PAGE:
# Behavior of Cost in the Short Run: Short Run Cost Function, Diagrams etc

The compilation of these Production and Costs Notes makes students exam preparation simpler and organised.

## Behaviour of Cost in the Short Run

Short-run costs are important to understanding costs in economics. The distinction between short-run and long-run based on fixed and variable factors of production makes the concept of understanding short-run costs simpler. Let us understand the concepts by way of examples, diagrams for graphical representation.

### The Concept of Short Run

It is key to understand the concept of the short run in order to understand short-run costs. In economics, we distinguish between short-run and long-run through the application of fixed or variable inputs.

Fixed inputs (plant, machinery, etc.) are those factors of production that cannot be changed or altered in a short span of time because the time period is ‘too small. This makes the short run. Here, the inputs are of two types: fixed and variable.

In the long run, all the inputs become variable (eg. raw materials). By this, we mean that all inputs can be changed with a change in the volume of output. Thus, the concept of fixed inputs applies only to the short-run. It is to short-run costs that we now turn.

### Short Run Cost Function

The cost function is a functional relationship between cost and output. It explains that the cost of production varies with the level of output, given other things remain the same (ceteris paribus). This can be mathematically written as:

C = f(X)

where C is the cost of production and X represents the level of output.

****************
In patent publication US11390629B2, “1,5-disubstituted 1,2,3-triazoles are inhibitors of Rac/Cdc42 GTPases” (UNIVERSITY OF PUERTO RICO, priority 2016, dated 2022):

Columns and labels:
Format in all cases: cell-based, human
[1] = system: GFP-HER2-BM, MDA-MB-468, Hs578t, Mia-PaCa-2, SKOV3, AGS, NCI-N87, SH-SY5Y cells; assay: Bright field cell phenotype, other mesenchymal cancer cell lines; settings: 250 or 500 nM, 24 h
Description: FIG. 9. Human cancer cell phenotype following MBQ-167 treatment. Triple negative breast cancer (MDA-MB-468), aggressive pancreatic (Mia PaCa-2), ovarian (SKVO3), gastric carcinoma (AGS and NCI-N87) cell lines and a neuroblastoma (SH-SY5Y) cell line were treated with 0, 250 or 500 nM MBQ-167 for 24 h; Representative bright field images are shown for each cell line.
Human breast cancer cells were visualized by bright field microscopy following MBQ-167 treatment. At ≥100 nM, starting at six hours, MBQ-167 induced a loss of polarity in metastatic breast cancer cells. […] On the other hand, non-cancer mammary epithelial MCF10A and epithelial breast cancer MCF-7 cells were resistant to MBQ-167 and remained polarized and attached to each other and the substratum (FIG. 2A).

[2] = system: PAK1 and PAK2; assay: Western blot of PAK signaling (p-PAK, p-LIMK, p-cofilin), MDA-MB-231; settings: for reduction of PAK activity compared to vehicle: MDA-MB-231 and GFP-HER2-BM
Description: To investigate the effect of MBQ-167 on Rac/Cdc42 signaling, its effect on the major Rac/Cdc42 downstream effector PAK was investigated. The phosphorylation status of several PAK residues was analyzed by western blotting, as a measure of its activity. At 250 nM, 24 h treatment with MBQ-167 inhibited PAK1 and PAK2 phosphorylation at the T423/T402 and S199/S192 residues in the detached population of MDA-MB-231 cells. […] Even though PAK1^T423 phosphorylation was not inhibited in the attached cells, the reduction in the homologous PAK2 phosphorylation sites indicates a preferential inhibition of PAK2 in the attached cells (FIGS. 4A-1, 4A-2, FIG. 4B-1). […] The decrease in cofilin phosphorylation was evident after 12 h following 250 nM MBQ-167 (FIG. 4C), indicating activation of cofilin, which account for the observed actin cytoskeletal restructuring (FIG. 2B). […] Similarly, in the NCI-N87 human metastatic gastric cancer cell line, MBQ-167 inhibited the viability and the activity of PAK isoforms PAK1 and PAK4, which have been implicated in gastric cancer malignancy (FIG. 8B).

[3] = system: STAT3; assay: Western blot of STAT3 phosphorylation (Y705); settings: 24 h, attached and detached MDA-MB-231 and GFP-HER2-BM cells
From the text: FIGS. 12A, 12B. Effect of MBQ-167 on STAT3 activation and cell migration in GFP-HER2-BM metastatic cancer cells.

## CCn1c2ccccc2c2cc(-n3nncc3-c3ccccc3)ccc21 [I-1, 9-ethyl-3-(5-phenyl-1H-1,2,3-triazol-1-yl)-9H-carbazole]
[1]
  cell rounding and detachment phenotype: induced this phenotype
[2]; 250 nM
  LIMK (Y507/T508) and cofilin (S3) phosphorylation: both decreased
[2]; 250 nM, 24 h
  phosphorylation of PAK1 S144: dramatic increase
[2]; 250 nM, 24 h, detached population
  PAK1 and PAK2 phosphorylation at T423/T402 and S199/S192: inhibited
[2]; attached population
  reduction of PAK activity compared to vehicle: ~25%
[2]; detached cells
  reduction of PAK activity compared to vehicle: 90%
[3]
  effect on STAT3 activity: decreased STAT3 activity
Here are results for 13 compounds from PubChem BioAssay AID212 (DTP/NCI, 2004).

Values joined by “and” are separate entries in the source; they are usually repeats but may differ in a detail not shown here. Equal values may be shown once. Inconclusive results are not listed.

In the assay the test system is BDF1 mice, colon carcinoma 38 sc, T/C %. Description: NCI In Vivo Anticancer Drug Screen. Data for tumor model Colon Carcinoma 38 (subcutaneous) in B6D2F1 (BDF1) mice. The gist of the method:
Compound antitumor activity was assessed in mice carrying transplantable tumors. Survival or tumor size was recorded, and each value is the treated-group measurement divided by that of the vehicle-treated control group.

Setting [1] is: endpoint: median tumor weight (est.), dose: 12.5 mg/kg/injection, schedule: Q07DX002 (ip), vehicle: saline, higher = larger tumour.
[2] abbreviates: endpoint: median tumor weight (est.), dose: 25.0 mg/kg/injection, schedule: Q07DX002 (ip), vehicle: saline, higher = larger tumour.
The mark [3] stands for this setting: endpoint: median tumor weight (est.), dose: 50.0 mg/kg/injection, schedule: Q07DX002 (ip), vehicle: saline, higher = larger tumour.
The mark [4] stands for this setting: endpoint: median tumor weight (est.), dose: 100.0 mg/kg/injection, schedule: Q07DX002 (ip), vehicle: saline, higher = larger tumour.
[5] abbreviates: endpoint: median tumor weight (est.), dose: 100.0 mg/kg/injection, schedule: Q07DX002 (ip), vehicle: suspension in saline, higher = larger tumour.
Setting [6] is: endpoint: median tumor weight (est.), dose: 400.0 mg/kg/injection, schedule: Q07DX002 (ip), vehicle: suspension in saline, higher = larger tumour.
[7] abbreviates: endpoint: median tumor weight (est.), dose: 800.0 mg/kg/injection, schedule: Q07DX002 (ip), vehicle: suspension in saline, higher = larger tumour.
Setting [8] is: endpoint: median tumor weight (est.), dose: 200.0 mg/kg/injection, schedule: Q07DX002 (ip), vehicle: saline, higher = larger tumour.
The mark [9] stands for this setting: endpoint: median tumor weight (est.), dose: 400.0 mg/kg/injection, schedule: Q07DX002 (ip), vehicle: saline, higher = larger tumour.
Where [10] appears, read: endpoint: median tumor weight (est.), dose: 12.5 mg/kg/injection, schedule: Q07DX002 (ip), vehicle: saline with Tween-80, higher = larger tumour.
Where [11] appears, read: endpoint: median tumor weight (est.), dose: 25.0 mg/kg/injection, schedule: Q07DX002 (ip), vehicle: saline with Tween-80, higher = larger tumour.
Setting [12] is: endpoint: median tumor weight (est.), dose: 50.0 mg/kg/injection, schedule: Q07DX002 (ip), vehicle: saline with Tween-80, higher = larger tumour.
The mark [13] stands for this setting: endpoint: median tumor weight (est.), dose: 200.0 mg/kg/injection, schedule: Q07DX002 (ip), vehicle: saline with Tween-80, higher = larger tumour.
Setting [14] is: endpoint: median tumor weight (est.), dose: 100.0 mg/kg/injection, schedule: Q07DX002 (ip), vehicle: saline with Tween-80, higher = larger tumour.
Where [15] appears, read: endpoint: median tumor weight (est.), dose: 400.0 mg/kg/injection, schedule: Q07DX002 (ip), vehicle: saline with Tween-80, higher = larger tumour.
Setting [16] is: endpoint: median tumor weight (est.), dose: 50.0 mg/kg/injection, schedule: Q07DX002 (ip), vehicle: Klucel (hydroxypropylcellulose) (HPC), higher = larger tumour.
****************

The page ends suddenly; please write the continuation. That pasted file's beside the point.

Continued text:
Total Fixed Cost
Fixed cost refers to the cost of fixed inputs. It does not change with the level of output (thus, fixed). Fixed inputs include building, machinery etc. Hence the cost of such inputs such as rent or cost of machinery constitutes fixed costs. Also referred to as overhead costs, supplementary costs or indirect costs, these costs remain the same irrespective of the level of output.

Hence, if we plot the Total Fixed Cost (TFC) curve against the level of output on the horizontal axis, we get a straight line parallel to the horizontal axis. This indicates that these costs remain the same and that they have to be incurred even if the level of output is zero.

Total Variable Cost
The cost incurred on variable factors of production is called Total Variable Cost (TVC). These costs vary with the level of output or production. Thus, when production level is zero, TVC is also zero. Thus, the TVC curve begins from the origin.

The shape of the TVC is peculiar. It is said to have an inverted-S shape. This is because, in the initial stages of production, there is scope for efficient utilization of fixed factor by using more of the variable factor (eg. Workers employing machinery).

Hence, as the variable input employed increases, the productive efficiency of variable inputs ensures that the TVC increases but at a diminishing rate. This makes the first part of the TVC curve that is concave.

As the production continues to increase, more and more variable factor is employed for a given amount of fixed input. The productive efficiency of each variable factor falls and it adds more to the cost of production. So the TVC increases but now at an increasing rate. This is where the TVC curve is convex in shape. And so the TVC curve gets an inverted-S shape.

Total Cost
Total cost (TC) refers to the sum of fixed and variable costs incurred in the short run. Thus, the short-run cost can be expressed as TC = TFC + TVC

Note that in the long run, since TFC = 0, TC =TVC. Thus, we can get the shape of the TC curve by summing over TFC and TVC curves. The following can be noted about the TC curve:

• The TC curve is inverted-S shaped. This is because of the TVC curve. Since the TFC curve is horizontal, the difference between the TC and TVC curve is the same at each level of output and equals TFC. This is explained as follows: TC – TVC = TFC
• The TFC curve is parallel to the horizontal axis while the TVC curve is inverted-S shaped.
• Thus, the TC curve is the same shape as TVC but begins from the point of TFC rather than the origin.
• The law that explains the shape of TVC and subsequently TC is called the law of variable proportions.

Example:

Question:
Comment on the shape of the TC, TVC, and TFC curves based on the following table: